Deploying smart contracts on Celo with Truffle

We will learn how to use Truffle and ContractKit to deploy smart contracts to Celo.
BeginnerNodeJSSmart contractsTruffle< 1 hour
Written by Alex Reyes


How would you go about deploying an existing Solidity smart contract on the Celo network? One answer is that you could do it with the help of Truffle -- a development environment that is designed to make deploying smart contracts much easier.
Read on to learn how to deploy smart contracts on Celo with Truffle!


This tutorial would be most helpful if you have a smart contract you've written which you'd like to deploy on Celo. If not, that's okay as we will be deploying the default Truffle Migrations contract.
Before you continue, make sure you have Truffle installed. If you don't, run the following line of code in your terminal:
npm install -g truffle

Project setup

First, open the terminal and make a new project folder. We’ll call it celoSmartContract:
mkdir celoSmartContract && cd celoSmartContract
Next, let’s initialize the project directory with NPM, the Node Package Manager, using the -y flag to accept default parameters:
npm init -y
After NPM has initialized the project directory, we’ll need to install some additional packages. Here’s an overview of what we need to install:
  • ContractKit - this is a package created by the Celo team to aid in Celo development
  • dotenv - for reading environment variables stored in a .env file in our code
  • web3.js - the Ethereum JavaScript API
Install all of the above dependencies for this project using NPM:
npm install --save @celo/contractkit dotenv web3
After the NPM packages have installed, we will need to initialize Truffle in our project directory:
truffle init
Here's what a successful run of truffle initialization would look like:
truffle init

A simple smart contract

Now that we've initialized Truffle, we'll move on to the smart contract we'll be deploying.
For reference, your project structure should now look like this:
project structure
In this tutorial, the Migrations.sol contract which is initialized by Truffle is what we will be deploying.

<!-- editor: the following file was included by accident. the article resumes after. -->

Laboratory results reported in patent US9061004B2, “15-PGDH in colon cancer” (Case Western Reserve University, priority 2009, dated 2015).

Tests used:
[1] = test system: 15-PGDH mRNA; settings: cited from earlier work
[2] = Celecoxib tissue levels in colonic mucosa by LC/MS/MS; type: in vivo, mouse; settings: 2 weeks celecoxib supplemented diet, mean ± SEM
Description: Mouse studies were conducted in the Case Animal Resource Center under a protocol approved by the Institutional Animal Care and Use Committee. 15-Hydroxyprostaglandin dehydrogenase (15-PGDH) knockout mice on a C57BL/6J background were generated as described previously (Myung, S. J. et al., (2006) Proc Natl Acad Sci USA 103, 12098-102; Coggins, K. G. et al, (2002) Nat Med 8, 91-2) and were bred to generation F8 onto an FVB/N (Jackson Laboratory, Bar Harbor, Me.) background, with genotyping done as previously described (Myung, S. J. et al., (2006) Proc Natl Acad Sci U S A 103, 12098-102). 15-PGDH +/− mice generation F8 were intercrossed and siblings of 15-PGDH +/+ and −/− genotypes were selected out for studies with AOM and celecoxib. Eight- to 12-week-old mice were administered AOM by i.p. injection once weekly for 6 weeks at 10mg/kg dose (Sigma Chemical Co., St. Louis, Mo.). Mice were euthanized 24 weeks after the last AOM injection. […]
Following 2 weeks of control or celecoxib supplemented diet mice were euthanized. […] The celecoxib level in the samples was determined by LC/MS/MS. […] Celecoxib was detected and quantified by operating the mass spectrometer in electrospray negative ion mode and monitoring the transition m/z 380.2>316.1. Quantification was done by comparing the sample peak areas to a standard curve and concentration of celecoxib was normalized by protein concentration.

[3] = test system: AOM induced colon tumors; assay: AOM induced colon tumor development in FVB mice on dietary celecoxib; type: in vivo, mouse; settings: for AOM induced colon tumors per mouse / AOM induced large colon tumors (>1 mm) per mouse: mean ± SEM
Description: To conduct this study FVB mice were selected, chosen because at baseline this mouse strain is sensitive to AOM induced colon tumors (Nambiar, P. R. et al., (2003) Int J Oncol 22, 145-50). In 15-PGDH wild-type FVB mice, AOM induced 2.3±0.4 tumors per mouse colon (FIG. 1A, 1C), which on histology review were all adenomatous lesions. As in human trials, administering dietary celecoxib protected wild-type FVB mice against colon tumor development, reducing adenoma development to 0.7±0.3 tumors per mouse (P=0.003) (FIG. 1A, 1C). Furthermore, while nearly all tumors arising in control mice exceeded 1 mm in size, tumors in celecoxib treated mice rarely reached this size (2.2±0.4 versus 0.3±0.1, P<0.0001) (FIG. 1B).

Note: If you want to deploy a smart contract you've written, replace the Migrations.sol file in the contracts/ folder with your own Solidity file. Here's what the default Migrations.sol file looks like:
// SPDX-License-Identifier: MIT pragma solidity >=0.4.22 <0.9.0; contract Migrations { address public owner = msg.sender; uint public last_completed_migration; modifier restricted() { require( msg.sender == owner,"This function is restricted to the contract's owner"); _; } function setCompleted(uint completed) public restricted { last_completed_migration = completed; } }
We won't be going over this smart contract in this tutorial, but if you want to learn Solidity feel free to go through the other tutorials on Figment Learn!

The migrations folder

Files in the migrations folder are used as deployment scripts. In Truffle, these deployment scripts are called migrations. For each Solidity file you want to deploy, you'll need a corresponding migration.
At its simplest, a migration will look like the 1_initial_migration.js file you see below:
const Migrations = artifacts.require("Migrations"); module.exports = function (deployer) { deployer.deploy(Migrations); };
Let's break this down a bit.
At the top of the file, the artifacts.require() line is what fetches the contract we'll be deploying. The name should always match the Solidity contract definition. In our migrations contract, the contract definition looks like this:
contract Migrations {
Next, the script exports a function via the module.exports() syntax which takes in a deployer object. The deployer object is used for managing some of Truffle's deployment duties, and is what will be used to deploy the contract from Truffle's side of things.
And that's it! At its simplest, migrations are short like this.